Known as ‘Hammie’, Gault was born in England, the only son of a native of Strabane, Andrew Frederick Gault (1833–1903), of Rokeby in Montreal’s Golden Square Mile; and his wife Louise Sarah Harman (1847–1937), daughter of Henry B. Harman, of Surrey. His middle name, which he used as his first, was for his paternal grandmother’s family, the Hamiltons of Fintra House, near Killybegs, Co. Donegal. His uncles included the Hon. Matthew Hamilton Gault and Sir James Welsh Skelton, and when his father (the Cotton King of Canada) died in 1915, he, his mother and sister inherited just over $1.3 million each.

Gault was educated at Bishop’s College School, Lennoxville, and afterwards at McGill University in preparation for taking science at Oxford University. Instead, he took the opportunity to be commissioned into the 2nd Royal Canadian Dragoons for service in the Boer Wars. He served with distinction in South Africa and returned with the Queen’s Medal and three clasps. Unsuccessful in his attempt to join a British Cavalry regiment, he returned to Montreal as a Captain with the 5th Black Watch (Royal Highland Regiment) of Canada.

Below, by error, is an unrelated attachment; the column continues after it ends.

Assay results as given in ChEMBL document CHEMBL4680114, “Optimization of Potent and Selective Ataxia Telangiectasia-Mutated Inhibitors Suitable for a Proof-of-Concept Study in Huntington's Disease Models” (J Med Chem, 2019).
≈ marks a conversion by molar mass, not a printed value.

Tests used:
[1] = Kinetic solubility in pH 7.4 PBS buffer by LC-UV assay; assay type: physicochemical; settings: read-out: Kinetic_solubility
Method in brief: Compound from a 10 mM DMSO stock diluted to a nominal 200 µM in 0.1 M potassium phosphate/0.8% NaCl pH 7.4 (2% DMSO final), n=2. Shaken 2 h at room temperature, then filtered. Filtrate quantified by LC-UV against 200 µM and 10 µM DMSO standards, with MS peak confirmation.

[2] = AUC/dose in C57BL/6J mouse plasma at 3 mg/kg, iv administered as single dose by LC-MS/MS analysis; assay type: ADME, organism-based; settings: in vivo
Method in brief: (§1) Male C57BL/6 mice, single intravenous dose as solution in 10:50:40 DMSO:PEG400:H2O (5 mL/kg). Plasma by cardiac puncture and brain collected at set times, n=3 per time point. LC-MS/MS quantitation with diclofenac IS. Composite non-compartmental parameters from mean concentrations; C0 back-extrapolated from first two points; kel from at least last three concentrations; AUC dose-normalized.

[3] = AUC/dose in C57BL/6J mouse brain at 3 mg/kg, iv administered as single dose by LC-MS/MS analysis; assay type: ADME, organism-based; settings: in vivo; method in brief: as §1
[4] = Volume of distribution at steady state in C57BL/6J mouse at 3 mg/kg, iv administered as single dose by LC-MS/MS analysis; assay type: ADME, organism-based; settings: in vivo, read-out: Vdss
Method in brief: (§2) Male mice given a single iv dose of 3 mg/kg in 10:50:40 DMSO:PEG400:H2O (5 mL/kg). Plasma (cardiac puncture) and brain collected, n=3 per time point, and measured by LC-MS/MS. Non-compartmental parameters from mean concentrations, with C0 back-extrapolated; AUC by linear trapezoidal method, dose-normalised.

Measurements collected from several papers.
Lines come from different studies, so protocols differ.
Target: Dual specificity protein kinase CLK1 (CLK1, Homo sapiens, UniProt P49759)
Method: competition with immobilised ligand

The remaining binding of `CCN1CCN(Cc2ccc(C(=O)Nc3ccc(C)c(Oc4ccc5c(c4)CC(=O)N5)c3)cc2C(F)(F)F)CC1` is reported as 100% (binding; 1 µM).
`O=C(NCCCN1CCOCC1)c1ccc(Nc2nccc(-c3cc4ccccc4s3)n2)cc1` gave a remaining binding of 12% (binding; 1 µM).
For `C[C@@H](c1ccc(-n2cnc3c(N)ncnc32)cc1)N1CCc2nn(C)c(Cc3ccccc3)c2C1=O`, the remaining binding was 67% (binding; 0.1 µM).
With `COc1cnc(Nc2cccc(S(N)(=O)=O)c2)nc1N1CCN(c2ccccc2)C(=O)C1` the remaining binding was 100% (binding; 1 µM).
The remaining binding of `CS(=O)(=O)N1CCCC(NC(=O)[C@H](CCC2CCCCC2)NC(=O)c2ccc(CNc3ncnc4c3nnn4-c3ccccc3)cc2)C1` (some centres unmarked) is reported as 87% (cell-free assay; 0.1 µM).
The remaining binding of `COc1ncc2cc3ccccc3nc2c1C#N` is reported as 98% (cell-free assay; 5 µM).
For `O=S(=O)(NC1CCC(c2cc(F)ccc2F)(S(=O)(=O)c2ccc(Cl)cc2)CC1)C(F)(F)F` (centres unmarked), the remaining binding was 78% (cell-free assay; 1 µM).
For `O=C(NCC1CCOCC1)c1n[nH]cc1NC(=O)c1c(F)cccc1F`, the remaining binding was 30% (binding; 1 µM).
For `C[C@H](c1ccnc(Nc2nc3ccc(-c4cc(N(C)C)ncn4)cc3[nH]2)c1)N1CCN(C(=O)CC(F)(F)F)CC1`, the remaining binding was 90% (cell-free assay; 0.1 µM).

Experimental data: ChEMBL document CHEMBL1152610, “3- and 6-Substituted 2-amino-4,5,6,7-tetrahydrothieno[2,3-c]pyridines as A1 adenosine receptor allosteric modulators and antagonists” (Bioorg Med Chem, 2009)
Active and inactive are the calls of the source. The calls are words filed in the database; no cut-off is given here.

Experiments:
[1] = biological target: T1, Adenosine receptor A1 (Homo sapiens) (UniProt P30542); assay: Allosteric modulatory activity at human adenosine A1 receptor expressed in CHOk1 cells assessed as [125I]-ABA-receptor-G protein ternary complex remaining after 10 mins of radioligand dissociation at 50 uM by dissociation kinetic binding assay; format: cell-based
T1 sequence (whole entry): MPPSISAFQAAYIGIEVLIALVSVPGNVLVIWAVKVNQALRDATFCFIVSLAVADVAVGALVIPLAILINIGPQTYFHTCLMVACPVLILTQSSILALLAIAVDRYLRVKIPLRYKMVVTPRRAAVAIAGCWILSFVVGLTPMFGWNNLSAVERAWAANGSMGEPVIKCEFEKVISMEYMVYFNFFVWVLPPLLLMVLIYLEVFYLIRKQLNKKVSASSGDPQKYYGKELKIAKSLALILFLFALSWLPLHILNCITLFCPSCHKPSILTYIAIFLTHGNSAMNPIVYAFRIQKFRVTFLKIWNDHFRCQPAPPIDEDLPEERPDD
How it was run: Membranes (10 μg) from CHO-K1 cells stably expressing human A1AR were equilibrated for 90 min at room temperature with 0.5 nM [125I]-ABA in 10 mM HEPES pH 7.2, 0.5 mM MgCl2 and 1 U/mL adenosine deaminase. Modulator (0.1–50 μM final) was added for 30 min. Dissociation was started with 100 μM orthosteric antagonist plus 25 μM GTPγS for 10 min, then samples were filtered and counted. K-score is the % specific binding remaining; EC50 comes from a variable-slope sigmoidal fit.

At Montreal, Gault took up his duty in business life there. He was appointed by His Majesty the King, Consul-General for Sweden in Canada, 1909–1911; and a member of the council for the Montreal Board of Trade, 1911–1913. Gault was a director of various companies connected to his family including Gault Brothers and Company (wholesale dry goods); Montreal Cotton Company; Van Allen Company; Trent Valley Woolen Company; Crescent Manufacturing Company; and Gault Brothers of Winnipeg and Vancouver.

Although successful, Gault took little interest in business, preferring physical adventure and the military life. He frequently went canoeing and fishing in northern Quebec; he participated in a five-month safari in Africa, shot mountain goats in the Rocky Mountains, and flew his biplane over Europe, northern Africa and the Middle East.